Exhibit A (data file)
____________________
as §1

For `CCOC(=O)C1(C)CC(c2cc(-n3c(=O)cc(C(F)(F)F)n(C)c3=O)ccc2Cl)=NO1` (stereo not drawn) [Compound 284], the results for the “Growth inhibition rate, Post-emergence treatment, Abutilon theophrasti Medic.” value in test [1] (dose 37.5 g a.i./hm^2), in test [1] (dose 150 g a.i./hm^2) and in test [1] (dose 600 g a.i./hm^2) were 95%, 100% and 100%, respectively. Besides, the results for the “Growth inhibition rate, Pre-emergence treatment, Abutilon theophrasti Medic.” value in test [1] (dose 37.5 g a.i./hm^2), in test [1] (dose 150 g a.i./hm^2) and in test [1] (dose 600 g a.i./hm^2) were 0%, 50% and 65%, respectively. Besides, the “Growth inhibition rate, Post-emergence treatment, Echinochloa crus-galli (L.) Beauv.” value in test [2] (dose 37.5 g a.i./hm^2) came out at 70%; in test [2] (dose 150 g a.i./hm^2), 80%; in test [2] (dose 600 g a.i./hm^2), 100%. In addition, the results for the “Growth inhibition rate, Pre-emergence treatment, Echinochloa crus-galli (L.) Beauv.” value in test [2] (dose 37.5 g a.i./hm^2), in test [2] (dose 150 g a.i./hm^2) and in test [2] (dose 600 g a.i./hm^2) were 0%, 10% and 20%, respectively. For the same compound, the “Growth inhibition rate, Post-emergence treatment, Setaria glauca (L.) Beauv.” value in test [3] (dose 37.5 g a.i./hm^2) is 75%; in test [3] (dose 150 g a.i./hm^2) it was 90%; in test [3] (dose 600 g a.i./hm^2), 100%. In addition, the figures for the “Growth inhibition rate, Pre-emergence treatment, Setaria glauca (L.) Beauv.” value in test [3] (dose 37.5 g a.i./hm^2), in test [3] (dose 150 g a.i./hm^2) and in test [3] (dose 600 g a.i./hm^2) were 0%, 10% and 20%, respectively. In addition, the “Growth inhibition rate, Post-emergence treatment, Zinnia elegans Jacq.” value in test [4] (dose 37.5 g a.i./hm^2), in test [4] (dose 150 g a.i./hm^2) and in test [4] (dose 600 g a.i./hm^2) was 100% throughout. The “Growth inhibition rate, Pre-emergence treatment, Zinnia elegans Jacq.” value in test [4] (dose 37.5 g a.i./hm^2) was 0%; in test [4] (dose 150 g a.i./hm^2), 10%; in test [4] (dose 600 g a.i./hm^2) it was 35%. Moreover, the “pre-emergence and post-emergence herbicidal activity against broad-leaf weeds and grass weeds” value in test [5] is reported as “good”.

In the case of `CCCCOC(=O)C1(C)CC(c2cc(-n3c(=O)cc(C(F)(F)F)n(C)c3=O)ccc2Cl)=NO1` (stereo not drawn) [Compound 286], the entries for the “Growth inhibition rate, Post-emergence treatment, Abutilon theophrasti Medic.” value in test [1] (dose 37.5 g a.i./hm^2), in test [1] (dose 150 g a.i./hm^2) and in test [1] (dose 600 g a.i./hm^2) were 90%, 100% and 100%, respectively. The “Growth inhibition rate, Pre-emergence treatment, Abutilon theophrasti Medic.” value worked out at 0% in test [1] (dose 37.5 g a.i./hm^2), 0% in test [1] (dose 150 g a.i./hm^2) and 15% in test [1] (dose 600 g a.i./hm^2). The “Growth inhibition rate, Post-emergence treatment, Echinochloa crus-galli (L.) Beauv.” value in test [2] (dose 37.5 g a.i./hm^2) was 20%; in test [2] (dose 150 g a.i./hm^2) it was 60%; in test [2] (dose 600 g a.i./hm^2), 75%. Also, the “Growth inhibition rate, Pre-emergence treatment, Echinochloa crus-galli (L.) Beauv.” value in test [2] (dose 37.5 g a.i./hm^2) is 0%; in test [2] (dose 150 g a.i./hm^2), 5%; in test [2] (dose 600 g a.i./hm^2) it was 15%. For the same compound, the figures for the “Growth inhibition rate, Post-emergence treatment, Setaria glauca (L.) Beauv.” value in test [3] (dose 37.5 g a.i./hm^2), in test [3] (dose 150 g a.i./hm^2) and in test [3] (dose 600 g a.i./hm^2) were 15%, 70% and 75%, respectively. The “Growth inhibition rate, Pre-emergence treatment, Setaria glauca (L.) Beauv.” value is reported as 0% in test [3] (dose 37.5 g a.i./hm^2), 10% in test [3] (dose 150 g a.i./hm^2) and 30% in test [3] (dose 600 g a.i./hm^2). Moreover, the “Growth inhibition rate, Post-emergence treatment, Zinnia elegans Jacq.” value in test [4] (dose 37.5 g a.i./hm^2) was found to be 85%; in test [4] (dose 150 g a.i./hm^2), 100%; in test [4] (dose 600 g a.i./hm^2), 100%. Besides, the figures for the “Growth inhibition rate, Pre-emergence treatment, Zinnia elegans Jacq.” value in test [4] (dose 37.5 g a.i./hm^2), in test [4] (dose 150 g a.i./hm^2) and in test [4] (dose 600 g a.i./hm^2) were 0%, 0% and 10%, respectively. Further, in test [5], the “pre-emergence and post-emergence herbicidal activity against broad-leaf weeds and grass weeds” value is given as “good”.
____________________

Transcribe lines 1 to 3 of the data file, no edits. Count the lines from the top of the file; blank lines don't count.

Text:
as §1

For `CCOC(=O)C1(C)CC(c2cc(-n3c(=O)cc(C(F)(F)F)n(C)c3=O)ccc2Cl)=NO1` (stereo not drawn) [Compound 284], the results for the “Growth inhibition rate, Post-emergence treatment, Abutilon theophrasti Medic.” value in test [1] (dose 37.5 g a.i./hm^2), in test [1] (dose 150 g a.i./hm^2) and in test [1] (dose 600 g a.i./hm^2) were 95%, 100% and 100%, respectively. Besides, the results for the “Growth inhibition rate, Pre-emergence treatment, Abutilon theophrasti Medic.” value in test [1] (dose 37.5 g a.i./hm^2), in test [1] (dose 150 g a.i./hm^2) and in test [1] (dose 600 g a.i./hm^2) were 0%, 50% and 65%, respectively. Besides, the “Growth inhibition rate, Post-emergence treatment, Echinochloa crus-galli (L.) Beauv.” value in test [2] (dose 37.5 g a.i./hm^2) came out at 70%; in test [2] (dose 150 g a.i./hm^2), 80%; in test [2] (dose 600 g a.i./hm^2), 100%. In addition, the results for the “Growth inhibition rate, Pre-emergence treatment, Echinochloa crus-galli (L.) Beauv.” value in test [2] (dose 37.5 g a.i./hm^2), in test [2] (dose 150 g a.i./hm^2) and in test [2] (dose 600 g a.i./hm^2) were 0%, 10% and 20%, respectively. For the same compound, the “Growth inhibition rate, Post-emergence treatment, Setaria glauca (L.) Beauv.” value in test [3] (dose 37.5 g a.i./hm^2) is 75%; in test [3] (dose 150 g a.i./hm^2) it was 90%; in test [3] (dose 600 g a.i./hm^2), 100%. In addition, the figures for the “Growth inhibition rate, Pre-emergence treatment, Setaria glauca (L.) Beauv.” value in test [3] (dose 37.5 g a.i./hm^2), in test [3] (dose 150 g a.i./hm^2) and in test [3] (dose 600 g a.i./hm^2) were 0%, 10% and 20%, respectively. In addition, the “Growth inhibition rate, Post-emergence treatment, Zinnia elegans Jacq.” value in test [4] (dose 37.5 g a.i./hm^2), in test [4] (dose 150 g a.i./hm^2) and in test [4] (dose 600 g a.i./hm^2) was 100% throughout. The “Growth inhibition rate, Pre-emergence treatment, Zinnia elegans Jacq.” value in test [4] (dose 37.5 g a.i./hm^2) was 0%; in test [4] (dose 150 g a.i./hm^2), 10%; in test [4] (dose 600 g a.i./hm^2) it was 35%. Moreover, the “pre-emergence and post-emergence herbicidal activity against broad-leaf weeds and grass weeds” value in test [5] is reported as “good”.

In the case of `CCCCOC(=O)C1(C)CC(c2cc(-n3c(=O)cc(C(F)(F)F)n(C)c3=O)ccc2Cl)=NO1` (stereo not drawn) [Compound 286], the entries for the “Growth inhibition rate, Post-emergence treatment, Abutilon theophrasti Medic.” value in test [1] (dose 37.5 g a.i./hm^2), in test [1] (dose 150 g a.i./hm^2) and in test [1] (dose 600 g a.i./hm^2) were 90%, 100% and 100%, respectively. The “Growth inhibition rate, Pre-emergence treatment, Abutilon theophrasti Medic.” value worked out at 0% in test [1] (dose 37.5 g a.i./hm^2), 0% in test [1] (dose 150 g a.i./hm^2) and 15% in test [1] (dose 600 g a.i./hm^2). The “Growth inhibition rate, Post-emergence treatment, Echinochloa crus-galli (L.) Beauv.” value in test [2] (dose 37.5 g a.i./hm^2) was 20%; in test [2] (dose 150 g a.i./hm^2) it was 60%; in test [2] (dose 600 g a.i./hm^2), 75%. Also, the “Growth inhibition rate, Pre-emergence treatment, Echinochloa crus-galli (L.) Beauv.” value in test [2] (dose 37.5 g a.i./hm^2) is 0%; in test [2] (dose 150 g a.i./hm^2), 5%; in test [2] (dose 600 g a.i./hm^2) it was 15%. For the same compound, the figures for the “Growth inhibition rate, Post-emergence treatment, Setaria glauca (L.) Beauv.” value in test [3] (dose 37.5 g a.i./hm^2), in test [3] (dose 150 g a.i./hm^2) and in test [3] (dose 600 g a.i./hm^2) were 15%, 70% and 75%, respectively. The “Growth inhibition rate, Pre-emergence treatment, Setaria glauca (L.) Beauv.” value is reported as 0% in test [3] (dose 37.5 g a.i./hm^2), 10% in test [3] (dose 150 g a.i./hm^2) and 30% in test [3] (dose 600 g a.i./hm^2). Moreover, the “Growth inhibition rate, Post-emergence treatment, Zinnia elegans Jacq.” value in test [4] (dose 37.5 g a.i./hm^2) was found to be 85%; in test [4] (dose 150 g a.i./hm^2), 100%; in test [4] (dose 600 g a.i./hm^2), 100%. Besides, the figures for the “Growth inhibition rate, Pre-emergence treatment, Zinnia elegans Jacq.” value in test [4] (dose 37.5 g a.i./hm^2), in test [4] (dose 150 g a.i./hm^2) and in test [4] (dose 600 g a.i./hm^2) were 0%, 0% and 10%, respectively. Further, in test [5], the “pre-emergence and post-emergence herbicidal activity against broad-leaf weeds and grass weeds” value is given as “good”.